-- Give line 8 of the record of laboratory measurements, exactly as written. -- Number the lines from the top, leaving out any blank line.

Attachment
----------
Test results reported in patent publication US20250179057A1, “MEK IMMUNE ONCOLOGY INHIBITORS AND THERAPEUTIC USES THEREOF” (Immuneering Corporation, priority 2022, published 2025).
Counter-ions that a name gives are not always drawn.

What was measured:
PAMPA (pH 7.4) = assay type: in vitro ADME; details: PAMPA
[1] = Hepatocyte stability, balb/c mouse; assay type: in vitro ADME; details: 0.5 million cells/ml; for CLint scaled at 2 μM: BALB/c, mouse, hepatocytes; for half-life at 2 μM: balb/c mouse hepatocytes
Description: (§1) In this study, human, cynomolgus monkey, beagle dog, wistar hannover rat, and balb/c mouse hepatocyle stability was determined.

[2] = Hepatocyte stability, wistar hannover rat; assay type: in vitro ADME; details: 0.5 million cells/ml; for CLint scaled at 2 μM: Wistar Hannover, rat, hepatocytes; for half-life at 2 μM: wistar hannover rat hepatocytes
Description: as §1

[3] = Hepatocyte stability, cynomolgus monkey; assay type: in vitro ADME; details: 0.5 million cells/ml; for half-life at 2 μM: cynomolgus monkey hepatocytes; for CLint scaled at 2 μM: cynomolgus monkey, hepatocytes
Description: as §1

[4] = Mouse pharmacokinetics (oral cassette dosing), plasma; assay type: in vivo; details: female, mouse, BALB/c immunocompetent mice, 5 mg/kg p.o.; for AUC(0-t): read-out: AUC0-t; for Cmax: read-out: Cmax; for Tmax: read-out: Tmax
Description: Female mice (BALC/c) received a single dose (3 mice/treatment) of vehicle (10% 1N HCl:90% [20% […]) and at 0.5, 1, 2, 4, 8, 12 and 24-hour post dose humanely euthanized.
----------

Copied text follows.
Description: as §1